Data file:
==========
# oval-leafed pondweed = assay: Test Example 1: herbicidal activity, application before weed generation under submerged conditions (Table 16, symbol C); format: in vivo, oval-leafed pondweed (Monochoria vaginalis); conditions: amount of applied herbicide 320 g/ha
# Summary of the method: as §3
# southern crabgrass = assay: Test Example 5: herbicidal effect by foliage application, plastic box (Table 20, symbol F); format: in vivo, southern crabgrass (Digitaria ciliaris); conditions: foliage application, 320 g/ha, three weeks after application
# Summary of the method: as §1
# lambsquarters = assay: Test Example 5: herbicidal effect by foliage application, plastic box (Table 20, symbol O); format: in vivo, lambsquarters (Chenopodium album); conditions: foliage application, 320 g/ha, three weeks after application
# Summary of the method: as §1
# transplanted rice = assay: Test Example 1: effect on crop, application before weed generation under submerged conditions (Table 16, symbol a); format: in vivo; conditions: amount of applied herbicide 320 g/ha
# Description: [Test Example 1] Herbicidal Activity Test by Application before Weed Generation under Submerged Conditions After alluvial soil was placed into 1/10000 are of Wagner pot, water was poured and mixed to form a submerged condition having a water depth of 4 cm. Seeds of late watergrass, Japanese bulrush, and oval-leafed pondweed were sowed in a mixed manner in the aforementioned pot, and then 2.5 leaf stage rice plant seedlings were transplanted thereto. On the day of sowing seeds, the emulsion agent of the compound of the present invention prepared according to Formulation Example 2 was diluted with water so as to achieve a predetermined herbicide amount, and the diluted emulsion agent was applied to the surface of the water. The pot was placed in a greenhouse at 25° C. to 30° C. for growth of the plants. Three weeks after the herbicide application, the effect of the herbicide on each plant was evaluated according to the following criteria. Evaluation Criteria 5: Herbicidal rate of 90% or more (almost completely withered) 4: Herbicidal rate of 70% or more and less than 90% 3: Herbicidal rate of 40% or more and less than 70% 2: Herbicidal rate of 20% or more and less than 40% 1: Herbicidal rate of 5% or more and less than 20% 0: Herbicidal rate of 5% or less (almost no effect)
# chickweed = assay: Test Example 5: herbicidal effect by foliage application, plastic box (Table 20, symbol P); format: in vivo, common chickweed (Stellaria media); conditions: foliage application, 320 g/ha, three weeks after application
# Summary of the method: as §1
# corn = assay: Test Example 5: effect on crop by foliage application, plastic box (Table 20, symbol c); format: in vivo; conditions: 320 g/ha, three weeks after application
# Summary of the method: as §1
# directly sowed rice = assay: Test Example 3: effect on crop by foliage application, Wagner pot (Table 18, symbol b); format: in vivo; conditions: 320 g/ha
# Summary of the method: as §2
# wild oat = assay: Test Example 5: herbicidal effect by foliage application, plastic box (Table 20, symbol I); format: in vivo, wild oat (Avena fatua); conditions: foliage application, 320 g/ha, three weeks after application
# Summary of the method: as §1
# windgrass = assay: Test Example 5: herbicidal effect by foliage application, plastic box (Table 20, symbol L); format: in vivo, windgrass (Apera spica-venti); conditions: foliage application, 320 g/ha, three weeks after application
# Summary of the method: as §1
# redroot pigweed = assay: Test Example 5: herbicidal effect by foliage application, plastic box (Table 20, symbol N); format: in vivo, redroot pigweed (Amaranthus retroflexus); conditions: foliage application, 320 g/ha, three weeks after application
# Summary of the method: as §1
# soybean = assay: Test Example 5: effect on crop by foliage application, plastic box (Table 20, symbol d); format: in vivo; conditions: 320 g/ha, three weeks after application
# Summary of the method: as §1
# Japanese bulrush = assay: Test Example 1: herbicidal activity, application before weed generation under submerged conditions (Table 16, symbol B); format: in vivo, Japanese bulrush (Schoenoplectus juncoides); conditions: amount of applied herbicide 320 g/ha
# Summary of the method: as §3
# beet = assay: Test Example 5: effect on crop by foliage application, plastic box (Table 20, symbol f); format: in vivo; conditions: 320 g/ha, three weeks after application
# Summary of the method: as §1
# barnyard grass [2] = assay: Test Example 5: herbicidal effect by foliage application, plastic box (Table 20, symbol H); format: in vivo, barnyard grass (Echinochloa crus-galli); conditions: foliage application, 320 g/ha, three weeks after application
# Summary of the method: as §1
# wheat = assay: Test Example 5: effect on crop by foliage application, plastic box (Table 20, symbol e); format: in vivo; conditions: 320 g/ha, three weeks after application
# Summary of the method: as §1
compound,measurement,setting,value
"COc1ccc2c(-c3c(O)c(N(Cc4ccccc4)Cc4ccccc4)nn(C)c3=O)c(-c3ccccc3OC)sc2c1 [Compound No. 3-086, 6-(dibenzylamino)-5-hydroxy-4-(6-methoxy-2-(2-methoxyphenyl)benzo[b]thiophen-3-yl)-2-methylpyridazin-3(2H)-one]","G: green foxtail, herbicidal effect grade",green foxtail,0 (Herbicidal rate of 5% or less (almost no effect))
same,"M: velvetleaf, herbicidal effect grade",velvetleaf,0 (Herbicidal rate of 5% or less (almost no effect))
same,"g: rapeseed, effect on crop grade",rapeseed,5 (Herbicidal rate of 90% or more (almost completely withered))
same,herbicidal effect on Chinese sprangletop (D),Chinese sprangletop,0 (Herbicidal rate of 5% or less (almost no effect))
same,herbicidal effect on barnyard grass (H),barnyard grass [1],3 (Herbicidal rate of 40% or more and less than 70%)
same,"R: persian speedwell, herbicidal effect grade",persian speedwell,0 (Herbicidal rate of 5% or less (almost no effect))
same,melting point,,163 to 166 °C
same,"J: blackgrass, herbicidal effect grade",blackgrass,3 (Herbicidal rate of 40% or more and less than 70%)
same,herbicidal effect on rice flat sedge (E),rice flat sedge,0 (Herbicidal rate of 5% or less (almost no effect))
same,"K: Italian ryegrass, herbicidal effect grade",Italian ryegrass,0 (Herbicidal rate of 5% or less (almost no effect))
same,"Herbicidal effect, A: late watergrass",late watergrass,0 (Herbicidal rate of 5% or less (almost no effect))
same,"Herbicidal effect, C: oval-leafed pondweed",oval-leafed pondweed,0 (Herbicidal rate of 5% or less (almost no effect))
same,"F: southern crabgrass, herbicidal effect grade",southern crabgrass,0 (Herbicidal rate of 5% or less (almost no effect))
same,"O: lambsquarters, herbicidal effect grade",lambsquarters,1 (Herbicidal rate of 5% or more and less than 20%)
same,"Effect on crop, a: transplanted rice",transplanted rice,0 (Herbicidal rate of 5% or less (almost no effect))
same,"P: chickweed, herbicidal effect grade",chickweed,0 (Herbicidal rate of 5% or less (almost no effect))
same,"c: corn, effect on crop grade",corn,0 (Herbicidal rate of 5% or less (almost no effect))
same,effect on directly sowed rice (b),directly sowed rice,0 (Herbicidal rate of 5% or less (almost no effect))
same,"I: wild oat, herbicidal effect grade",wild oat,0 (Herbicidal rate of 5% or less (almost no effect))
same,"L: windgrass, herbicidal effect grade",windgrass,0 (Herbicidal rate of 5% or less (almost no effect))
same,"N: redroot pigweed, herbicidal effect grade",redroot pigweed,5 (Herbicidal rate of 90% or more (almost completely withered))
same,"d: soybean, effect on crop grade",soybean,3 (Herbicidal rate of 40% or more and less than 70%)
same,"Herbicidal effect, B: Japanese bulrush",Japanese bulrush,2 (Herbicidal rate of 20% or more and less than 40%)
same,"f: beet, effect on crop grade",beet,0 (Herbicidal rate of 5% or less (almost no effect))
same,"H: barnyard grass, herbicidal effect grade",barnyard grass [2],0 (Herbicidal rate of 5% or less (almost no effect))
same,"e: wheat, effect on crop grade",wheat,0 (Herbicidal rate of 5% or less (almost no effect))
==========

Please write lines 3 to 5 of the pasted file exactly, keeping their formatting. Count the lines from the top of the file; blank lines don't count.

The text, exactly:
# southern crabgrass = assay: Test Example 5: herbicidal effect by foliage application, plastic box (Table 20, symbol F); format: in vivo, southern crabgrass (Digitaria ciliaris); conditions: foliage application, 320 g/ha, three weeks after application
# Summary of the method: as §1
# lambsquarters = assay: Test Example 5: herbicidal effect by foliage application, plastic box (Table 20, symbol O); format: in vivo, lambsquarters (Chenopodium album); conditions: foliage application, 320 g/ha, three weeks after application